Some Additional Tips

 

Eric Vozzola mural for Circa Casino & Resort

 

Reflect and Engagement the Community

Choosing a local artist is a great way to support the community and emphasize your commitment to curating artwork that reflects the local culture. A local artist will also have valuable insight into what kinds of visual references, colors, aesthetic, etc. will particularly resonate with the community. 

For certain kinds of projects, you may even consider engaging local community members in the creation of the piece. Specific muralists are very comfortable and familiar with these kinds of participatory art experiences, so if you’re interested in something like that you should seek them out.

 

Consider upkeep

In many ways, murals are a living, breathing thing. Murals require regular cleanings and new top coat applications to make sure that they maintain their look over time. If you place a mural on a busy street, keep in mind that it may require even more maintenance than a mural on private property or inside of a building. Discuss with the client the need to keep a budget for regular upkeep, and be realistic with them about what they can expect to encounter based on the mural’s location.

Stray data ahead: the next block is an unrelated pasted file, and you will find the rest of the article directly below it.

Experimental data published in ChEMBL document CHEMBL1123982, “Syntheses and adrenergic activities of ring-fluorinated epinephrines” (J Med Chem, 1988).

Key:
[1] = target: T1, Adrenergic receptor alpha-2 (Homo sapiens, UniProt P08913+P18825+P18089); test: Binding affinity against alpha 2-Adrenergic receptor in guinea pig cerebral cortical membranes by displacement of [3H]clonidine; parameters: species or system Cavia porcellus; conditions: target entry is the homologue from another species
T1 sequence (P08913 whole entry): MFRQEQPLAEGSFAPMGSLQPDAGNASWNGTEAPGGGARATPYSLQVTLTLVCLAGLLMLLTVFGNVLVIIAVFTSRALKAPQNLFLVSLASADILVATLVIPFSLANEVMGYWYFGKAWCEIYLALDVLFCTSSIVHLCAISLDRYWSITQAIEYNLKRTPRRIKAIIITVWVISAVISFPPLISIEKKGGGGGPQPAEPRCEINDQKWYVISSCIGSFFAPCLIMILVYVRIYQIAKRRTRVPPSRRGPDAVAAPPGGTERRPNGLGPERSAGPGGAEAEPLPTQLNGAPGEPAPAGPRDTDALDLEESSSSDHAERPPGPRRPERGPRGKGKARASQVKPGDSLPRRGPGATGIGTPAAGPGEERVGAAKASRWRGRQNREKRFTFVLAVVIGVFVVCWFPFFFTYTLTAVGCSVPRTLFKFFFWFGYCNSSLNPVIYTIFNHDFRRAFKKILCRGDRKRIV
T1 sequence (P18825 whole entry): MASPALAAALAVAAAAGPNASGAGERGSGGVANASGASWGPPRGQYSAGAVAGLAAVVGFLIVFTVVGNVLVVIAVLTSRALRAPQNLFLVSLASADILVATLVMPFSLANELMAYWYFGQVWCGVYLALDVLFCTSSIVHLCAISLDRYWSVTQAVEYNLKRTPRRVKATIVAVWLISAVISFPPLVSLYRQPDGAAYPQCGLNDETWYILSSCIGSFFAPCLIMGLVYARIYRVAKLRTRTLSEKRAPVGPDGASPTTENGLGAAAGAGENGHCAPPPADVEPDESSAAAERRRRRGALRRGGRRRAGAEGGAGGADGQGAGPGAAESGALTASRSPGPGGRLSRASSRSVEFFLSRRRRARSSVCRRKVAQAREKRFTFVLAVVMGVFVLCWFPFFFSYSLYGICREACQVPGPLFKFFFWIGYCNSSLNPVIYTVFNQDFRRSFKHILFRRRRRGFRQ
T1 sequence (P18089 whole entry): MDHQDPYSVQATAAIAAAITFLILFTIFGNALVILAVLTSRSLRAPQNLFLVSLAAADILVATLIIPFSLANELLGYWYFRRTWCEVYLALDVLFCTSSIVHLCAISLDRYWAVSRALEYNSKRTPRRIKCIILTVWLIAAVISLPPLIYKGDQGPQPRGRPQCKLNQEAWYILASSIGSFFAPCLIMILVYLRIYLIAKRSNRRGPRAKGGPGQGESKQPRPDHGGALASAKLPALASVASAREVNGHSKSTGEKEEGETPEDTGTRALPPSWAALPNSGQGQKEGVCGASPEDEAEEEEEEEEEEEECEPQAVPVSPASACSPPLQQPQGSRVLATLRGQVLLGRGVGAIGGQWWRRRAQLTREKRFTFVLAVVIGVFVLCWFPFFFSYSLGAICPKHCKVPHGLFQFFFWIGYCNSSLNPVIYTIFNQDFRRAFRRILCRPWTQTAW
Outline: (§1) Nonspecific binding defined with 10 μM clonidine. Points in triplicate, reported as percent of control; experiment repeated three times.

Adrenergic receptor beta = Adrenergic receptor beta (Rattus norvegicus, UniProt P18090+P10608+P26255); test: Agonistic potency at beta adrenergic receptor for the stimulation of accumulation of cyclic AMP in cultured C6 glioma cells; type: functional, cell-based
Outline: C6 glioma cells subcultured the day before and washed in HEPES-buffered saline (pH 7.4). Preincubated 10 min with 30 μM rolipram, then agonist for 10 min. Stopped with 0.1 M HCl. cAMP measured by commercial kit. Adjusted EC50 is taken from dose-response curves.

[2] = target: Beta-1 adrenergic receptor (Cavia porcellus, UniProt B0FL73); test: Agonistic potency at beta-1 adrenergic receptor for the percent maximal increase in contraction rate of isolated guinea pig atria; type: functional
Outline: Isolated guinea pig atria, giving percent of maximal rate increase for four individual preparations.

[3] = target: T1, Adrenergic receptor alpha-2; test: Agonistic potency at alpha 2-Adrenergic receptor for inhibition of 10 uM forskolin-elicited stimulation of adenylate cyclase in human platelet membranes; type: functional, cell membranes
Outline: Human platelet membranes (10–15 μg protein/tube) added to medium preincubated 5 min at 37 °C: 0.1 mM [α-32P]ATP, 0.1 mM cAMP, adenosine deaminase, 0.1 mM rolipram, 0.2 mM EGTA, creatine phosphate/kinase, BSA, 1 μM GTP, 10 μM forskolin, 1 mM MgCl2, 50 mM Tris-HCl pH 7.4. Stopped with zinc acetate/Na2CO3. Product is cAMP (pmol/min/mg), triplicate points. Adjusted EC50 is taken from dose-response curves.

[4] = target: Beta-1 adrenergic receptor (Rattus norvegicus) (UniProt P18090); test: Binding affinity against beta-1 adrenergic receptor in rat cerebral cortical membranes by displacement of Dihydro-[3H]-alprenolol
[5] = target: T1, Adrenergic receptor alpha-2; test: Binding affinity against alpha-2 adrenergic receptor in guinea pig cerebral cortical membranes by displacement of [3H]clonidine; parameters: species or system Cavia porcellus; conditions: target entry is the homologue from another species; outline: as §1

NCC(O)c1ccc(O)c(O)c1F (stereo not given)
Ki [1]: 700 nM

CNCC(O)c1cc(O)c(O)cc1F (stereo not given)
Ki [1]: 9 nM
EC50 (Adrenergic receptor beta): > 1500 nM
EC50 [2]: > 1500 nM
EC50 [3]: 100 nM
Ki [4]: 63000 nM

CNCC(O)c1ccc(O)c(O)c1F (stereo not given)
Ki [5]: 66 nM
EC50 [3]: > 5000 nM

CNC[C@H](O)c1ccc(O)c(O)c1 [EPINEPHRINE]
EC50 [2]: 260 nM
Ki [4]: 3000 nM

Determine copyright

A common misconception is that murals are in the public domain because they are often on public property. It is also a mistake to think that the property owns the rights to the mural artwork in perpetuity, etc. Unless it is specifically addressed in an artist’s contract, the artist maintains the copyright for the artwork. If the property holds the copyright, they are still generally limited in terms of how they can use the imagery. Making sure that the designer, client, and artist are all clear on copyright matters is highly encouraged.

 


 

We hope you found this primer on murals helpful. If you are looking more more inspiration, explore some of our favorite projects that showcase hand-painted murals in a variety of different styles.

Suggested Projects